Near Field Communication (NFC) is a close proximity, wireless communication, similar to RFID tags found on contactless cards. By embedding NFC chips in a mobile phone, consumers can “wave” them at special readers in retail outlets to make purchases.
The concept is based on Japan’s Osaifu Keitai, which uses a similar technology called FeliCa, and has been empowering mobile phones to make purchases, buy tickets and act as a transit card for over a decade.
Currently, the biggest hurdle to customer adoption is the lacklustre range of NFC-enabled mobile devices, although the list seems to be growing. In the meantime, Mastercard and Gemalto are addressing this shortage through their jointly developed NFC-enabled SIMs, which are been deployed across Orange’s network in France and UK, enabling support across existing mobile phones on its network.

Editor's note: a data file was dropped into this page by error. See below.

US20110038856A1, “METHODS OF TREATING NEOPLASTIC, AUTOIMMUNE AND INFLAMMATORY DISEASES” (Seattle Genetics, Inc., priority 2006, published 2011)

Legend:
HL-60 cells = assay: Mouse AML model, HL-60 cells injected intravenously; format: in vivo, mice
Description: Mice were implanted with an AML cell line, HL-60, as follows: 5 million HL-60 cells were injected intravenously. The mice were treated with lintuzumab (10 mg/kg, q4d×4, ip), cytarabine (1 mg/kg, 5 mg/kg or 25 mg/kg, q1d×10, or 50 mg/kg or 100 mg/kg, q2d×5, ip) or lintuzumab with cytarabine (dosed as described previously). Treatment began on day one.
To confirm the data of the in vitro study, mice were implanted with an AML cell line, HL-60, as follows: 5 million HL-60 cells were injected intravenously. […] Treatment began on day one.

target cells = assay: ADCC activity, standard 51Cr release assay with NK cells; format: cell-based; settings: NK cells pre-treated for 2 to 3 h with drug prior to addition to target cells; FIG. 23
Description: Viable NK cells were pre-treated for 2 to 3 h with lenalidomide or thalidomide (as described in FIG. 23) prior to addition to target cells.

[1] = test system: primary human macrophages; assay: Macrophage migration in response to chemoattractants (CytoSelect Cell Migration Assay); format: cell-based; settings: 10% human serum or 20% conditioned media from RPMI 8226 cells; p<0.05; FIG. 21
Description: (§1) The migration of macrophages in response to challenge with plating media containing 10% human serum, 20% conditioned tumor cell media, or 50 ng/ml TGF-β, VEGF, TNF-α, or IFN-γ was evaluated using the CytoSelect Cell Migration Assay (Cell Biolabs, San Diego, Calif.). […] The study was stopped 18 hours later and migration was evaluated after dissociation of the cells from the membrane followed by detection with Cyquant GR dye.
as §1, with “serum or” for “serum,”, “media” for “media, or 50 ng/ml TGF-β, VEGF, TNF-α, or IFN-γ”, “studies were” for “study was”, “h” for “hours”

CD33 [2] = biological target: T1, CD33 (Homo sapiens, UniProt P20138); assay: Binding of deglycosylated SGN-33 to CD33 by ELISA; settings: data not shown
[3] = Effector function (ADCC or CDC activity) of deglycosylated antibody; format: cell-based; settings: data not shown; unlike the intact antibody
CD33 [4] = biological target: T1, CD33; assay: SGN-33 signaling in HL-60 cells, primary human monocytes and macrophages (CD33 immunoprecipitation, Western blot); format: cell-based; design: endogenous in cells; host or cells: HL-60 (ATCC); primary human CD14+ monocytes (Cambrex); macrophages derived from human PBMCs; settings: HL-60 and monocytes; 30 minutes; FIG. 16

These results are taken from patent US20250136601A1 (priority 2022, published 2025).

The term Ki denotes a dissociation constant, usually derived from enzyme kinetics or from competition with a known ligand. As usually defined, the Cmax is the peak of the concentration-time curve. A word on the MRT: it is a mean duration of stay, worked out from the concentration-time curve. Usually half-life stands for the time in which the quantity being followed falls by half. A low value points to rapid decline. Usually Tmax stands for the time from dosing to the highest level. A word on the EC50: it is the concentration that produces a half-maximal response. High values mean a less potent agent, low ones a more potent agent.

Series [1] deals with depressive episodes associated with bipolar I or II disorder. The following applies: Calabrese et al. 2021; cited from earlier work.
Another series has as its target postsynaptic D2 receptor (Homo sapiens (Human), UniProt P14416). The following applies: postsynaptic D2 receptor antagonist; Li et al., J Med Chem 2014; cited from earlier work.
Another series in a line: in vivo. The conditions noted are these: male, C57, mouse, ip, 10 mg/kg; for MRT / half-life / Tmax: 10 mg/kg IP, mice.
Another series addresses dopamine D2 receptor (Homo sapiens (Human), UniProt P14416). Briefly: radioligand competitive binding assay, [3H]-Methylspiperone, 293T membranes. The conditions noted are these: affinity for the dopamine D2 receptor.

Apple is considered to be the key for mobile payments to gain market acceptance. Until last year they had showed concern with the standards and had decided not to support NFC on the iPhone. They have instead been supporting the mobile payment solution from Square by selling it on the Apple Store. However, recent hints suggest that it is now actively exploring NFC and will likely be adopting it in the new iPhone this fall.
While the ecosystem for mobile payments should be ready soon, consumer uptake will likely depend on demonstrating value by building additional services around NFC, as well as providing them with easier transactions in a secure way.
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